No, They just do so out of a bias presupposition, First, let me say that I truly believe that this event happened simply because the Bible says it did. The veracity of the Bible in areas that are clear gives me the confidence to trust it in areas that are less clear. Secondly, there are certain Hebrew scholars who...
No, They just do so out of a bias presupposition, First, let me say that I truly believe that this event happened simply because the Bible says it did. The veracity of the Bible in areas that are clear gives me the confidence to trust it in areas that are less clear. Secondly, there are certain Hebrew scholars who say that the original language does not demand that the Flood covered the entire Earth. I am unsure of this. The Hebrew etymology is outside my realm of expertise and I will say no more about it.
Everyone needs to understand that Noah's Flood was a miracle. God intervened in Earth's history and caused something to happen that was far beyond natural processes. There is simply no way for the amount of water described to cover the Earth by any means that approached natural processes. Nonstop rain does not create a flood like this because rain is not adding water to the system; it is simply recycling what is already there. We do not know what the Bible means when it says "the fountains of the deep were opened." We know that there are deep oceanic vents that continuously spew gas and water, along with submarine springs rimming all the continents, but the physics don't work for them to supply enough water to cover the entire Earth higher than 20,000 feet above sea level. None of this bothers me. I don't expect miracles to obey the laws of physics. This was a miraculous event; it was not a scientific event. You believe it happened because of the veracity of Scripture not because you understand the science behind it.
It was widely believed at one time that the complexities we see in Earth's geology could be explained by Noah's Flood (so-called Diluvian geology). This was an idea that was well worth pursuing by both Christian and non-Christian geologists. It is a complete dead end. After having drilled the Earth with countless wells (the basin I recently worked in Argentina has over 20,000 oil wells in it), and a great deal of the Earth now covered by seismic equipment that images subsurface sediments typically deeper than 10,000 feet, we know a whole lot about it. I can say emphatically with absolutely no equivocation that the geologic complexities of our planet were not caused by a single event. We are very good at putting together the geologic history for any given area, which includes the timing of faulting, folding and sedimentation. There is no worldwide synchronous event that comes close to explaining the complexities seen in the rock record. Those who claim otherwise may be well intended but they simply don't know what they are talking about.
Now, if there was indeed a flood of the magnitude described in the Bible it is perfectly fair to ask why we don't see clear evidence of it. This has to be answered in two parts. First, the flood lasted one year. That would have been a very long time if one were living through it, but from a geologic perspective it would have been the blink of an eye. During the initial part of the flood a lot of sediment would be washed down slope into rivers and oceans but as the flood continued to surge higher, the amount of erosion and sedimentation would sharply decrease due to less exposed land area being available for erosion. At the very peak of the flood, when all land areas were covered, there would be almost no erosion and sedimentation occurring. When the flood subsided, there would be evidence of human habitat destruction and chaotic flood sedimentation along the continental margins, but evidence of the flood on the land areas would disappear very quickly, most of it within a human lifetime. Similarly, the flood sediments offshore would be much less impressive than one might assume due to the very short duration of the event, and the fact that the processes, as described, were self-limiting. I could go into more of the geologic specifics of this, but in summary, the Flood would not leave the clear evidence that one might think. There would not be a spectacular imprint on the rock record purely from a geologic standpoint.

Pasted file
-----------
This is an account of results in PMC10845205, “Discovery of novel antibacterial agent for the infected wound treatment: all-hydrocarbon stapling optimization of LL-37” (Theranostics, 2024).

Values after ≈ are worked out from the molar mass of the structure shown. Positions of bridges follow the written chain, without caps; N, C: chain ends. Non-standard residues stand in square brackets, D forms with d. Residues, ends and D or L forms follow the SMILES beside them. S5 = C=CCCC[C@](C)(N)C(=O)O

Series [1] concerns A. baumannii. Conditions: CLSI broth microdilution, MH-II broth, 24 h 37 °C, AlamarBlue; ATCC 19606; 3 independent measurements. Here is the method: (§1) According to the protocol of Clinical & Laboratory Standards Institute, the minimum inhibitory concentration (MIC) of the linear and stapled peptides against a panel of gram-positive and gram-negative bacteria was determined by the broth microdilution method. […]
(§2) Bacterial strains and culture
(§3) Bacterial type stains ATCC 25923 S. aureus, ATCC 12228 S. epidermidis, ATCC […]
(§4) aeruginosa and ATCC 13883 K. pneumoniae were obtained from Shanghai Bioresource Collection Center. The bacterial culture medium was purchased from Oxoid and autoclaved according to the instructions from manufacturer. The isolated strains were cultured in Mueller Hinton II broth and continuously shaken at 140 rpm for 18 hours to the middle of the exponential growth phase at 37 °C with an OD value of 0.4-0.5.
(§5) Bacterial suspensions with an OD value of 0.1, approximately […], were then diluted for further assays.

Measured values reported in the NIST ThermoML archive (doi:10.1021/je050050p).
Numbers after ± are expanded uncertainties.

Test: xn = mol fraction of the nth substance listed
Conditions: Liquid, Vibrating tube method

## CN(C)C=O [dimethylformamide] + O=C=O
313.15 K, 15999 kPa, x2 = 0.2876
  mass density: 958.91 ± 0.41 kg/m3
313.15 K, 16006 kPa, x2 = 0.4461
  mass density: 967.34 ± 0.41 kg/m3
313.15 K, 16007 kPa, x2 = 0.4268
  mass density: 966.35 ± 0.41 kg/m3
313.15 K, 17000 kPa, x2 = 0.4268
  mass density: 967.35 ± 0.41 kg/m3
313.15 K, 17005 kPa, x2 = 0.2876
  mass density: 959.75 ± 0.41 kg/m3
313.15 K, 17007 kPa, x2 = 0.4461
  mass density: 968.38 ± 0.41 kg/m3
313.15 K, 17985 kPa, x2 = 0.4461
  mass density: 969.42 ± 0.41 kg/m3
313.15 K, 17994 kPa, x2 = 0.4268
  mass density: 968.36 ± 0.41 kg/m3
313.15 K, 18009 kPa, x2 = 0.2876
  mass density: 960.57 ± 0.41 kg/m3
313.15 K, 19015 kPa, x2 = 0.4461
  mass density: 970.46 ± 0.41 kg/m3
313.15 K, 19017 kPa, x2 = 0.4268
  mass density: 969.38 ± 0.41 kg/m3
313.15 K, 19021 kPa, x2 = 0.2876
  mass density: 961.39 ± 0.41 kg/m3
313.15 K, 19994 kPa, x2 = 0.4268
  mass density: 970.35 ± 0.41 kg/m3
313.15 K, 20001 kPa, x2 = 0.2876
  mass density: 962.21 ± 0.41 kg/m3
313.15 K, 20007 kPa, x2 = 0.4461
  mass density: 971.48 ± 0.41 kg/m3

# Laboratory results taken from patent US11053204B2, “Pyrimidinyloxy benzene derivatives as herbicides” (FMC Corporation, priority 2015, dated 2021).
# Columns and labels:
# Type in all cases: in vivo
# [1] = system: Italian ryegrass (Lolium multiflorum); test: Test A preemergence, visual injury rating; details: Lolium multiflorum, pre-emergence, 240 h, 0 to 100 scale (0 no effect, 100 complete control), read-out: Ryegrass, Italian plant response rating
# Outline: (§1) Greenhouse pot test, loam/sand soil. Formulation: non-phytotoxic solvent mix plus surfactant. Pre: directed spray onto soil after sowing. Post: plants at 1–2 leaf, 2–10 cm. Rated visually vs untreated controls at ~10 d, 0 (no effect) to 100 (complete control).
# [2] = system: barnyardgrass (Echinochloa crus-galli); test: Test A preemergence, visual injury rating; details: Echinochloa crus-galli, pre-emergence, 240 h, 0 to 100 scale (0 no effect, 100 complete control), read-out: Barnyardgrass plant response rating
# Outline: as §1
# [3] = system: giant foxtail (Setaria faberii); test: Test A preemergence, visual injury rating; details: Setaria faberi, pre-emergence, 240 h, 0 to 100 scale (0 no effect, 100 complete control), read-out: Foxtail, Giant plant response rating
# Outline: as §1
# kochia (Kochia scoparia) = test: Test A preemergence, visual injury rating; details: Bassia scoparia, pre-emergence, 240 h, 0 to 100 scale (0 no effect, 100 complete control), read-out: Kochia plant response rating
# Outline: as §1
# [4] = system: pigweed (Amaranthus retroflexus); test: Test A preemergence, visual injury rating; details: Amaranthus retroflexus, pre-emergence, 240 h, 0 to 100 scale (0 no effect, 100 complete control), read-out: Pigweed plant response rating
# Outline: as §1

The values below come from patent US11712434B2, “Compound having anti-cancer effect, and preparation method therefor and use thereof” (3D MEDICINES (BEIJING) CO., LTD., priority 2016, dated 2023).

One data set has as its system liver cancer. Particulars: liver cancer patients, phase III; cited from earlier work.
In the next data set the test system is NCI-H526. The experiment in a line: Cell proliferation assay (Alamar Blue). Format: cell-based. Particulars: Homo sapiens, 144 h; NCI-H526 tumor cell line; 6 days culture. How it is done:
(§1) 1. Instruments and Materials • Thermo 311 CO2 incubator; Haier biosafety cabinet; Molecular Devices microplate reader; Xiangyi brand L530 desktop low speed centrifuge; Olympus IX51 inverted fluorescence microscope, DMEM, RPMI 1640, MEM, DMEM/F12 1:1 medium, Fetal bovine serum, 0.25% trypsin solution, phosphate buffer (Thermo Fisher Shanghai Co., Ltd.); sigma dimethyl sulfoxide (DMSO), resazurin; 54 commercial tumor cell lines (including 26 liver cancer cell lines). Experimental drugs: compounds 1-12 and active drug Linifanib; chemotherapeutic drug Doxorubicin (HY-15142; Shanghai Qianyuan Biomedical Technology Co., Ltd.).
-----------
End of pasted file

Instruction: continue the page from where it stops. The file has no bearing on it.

A second part of the answer as to why we don't see more evidence of a worldwide flood is that we do not know to what extent God may have restored the Earth to its original pre-flood condition, making it that much harder to recognize the event. Any assumptions in this regard are unjustified. Did God plug up the fountains of the deep, move groundwaters back to their original place, and restore sedimentary layering to its prior state? We have absolutely no way of knowing. By analogy, when Jesus resurrected Lazarus from the dead, to what extent was Lazarus restored? Was he given a youthful body of say around 21-years old, or was he given his same old aging body that only bought him a few more years to live, or was he given something in between? We have no idea. And if this resurrection had happened during our modern era, science would not have been able to determine how Lazarus had been brought back from the dead. That is the nature of miracles; they are beyond our ability to scientifically analyze. We should not expect to be able to scientifically analyze Noah's Flood; it was not a scientific event.